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Concurrency and parallelism are techniques used in Python (and other programming languages) to achieve efficient execution of multiple tasks or processes. While they are related concepts, they have distinct meanings:

Concurrency: Concurrency refers to the ability to execute multiple tasks or processes concurrently. It allows different parts of a program to make progress independently, even if they are not executed simultaneously. In Python, concurrency is commonly achieved through techniques such as threading, multiprocessing, or asynchronous programming.

Threading: Python’s threading module enables concurrent execution of multiple threads within a single program. Threads are lightweight and share the same memory space, allowing for faster context switching between tasks. However, due to the Global Interpreter Lock (GIL), which restricts simultaneous execution of Python bytecode, threading in Python may not achieve true parallelism for CPU-bound tasks.

Asynchronous Programming: Python’s asyncio module provides a higher-level approach to concurrency through asynchronous programming. It allows tasks to run concurrently, where one task can yield control to another task during I/O-bound operations, without blocking the entire program. Asynchronous programming is particularly useful for I/O-bound tasks, such as network communication or file operations, where waiting for data does not consume CPU resources.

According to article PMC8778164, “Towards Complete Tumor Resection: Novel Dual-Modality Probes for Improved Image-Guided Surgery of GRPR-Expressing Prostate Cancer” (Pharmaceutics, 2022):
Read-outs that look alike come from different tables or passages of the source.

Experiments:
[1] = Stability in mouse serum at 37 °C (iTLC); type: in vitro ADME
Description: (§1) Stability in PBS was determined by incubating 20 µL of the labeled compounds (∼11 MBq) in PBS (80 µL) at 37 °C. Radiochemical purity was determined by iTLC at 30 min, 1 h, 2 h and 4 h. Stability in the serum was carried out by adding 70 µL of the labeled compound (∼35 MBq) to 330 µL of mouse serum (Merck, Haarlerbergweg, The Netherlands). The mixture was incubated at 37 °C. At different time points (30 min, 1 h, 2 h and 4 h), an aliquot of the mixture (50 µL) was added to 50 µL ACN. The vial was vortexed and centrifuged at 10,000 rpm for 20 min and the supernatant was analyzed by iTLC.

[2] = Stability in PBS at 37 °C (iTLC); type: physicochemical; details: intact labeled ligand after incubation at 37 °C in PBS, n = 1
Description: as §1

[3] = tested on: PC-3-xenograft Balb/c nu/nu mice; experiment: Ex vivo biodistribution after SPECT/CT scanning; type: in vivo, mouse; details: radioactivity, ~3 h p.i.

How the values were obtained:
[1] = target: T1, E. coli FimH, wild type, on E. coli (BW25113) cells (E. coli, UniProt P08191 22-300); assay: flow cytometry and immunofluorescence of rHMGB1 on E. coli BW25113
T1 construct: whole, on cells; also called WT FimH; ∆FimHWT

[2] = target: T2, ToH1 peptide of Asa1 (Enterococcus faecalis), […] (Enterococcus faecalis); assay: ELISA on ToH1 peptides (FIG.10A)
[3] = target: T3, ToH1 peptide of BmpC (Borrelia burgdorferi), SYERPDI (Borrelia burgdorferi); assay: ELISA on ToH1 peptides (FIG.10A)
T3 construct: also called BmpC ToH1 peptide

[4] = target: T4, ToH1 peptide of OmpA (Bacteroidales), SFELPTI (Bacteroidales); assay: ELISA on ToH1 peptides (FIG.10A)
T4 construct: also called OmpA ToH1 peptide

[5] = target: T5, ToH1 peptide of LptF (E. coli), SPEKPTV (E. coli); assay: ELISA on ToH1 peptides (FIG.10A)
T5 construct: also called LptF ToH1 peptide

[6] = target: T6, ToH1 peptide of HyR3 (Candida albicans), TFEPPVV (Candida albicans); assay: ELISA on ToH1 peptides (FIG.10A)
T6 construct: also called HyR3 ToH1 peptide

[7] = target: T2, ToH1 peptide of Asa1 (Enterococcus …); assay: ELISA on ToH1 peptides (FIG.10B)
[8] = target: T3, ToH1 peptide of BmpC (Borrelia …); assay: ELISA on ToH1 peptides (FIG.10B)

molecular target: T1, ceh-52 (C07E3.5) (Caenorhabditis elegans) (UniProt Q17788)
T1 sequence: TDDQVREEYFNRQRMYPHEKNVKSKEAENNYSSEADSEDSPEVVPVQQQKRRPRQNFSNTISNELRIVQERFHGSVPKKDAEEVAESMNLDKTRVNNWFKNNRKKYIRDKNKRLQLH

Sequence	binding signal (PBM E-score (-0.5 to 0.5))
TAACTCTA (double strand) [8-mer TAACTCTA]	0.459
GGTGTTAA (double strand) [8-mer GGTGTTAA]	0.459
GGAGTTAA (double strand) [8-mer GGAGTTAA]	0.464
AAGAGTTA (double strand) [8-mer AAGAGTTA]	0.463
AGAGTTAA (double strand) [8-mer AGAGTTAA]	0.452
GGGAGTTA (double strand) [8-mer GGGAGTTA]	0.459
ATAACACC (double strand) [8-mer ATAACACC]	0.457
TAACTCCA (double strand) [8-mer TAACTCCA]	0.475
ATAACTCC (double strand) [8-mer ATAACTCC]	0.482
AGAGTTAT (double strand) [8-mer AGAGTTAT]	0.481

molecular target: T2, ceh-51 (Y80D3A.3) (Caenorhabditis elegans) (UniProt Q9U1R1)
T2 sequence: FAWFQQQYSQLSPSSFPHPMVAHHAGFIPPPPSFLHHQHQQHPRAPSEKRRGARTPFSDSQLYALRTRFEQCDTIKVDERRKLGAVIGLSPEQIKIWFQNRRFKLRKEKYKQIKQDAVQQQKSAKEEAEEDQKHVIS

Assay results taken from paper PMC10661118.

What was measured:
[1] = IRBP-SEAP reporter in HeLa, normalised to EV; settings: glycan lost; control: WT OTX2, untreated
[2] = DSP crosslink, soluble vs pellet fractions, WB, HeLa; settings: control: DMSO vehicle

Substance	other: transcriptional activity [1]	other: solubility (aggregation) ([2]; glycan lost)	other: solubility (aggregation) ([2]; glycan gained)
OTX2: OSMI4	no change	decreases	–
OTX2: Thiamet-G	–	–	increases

Parallelism: Parallelism involves the simultaneous execution of multiple tasks or processes to achieve increased computational speed. In Python, parallelism can be achieved through techniques like multiprocessing or distributed computing frameworks.

Multiprocessing: The multiprocessing module in Python enables the execution of multiple processes in parallel, taking advantage of multiple CPU cores. Each process runs in a separate memory space, allowing true parallel execution and bypassing the limitations imposed by the Global Interpreter Lock (GIL). Multiprocessing is suitable for CPU-bound tasks that can be divided into independent subtasks.

Distributed Computing: Python also supports parallelism through distributed computing frameworks like Apache Spark or Dask. These frameworks enable the distribution of computations across multiple nodes or machines, allowing for high-performance parallel processing of large datasets.

It’s important to note that choosing between concurrency and parallelism depends on the nature of the tasks and the resources available. Concurrency is beneficial for I/O-bound operations, while parallelism is more suitable for CPU-bound tasks. Python provides various modules and frameworks to implement both concurrency and parallelism, allowing developers to optimize performance based on specific requirements.

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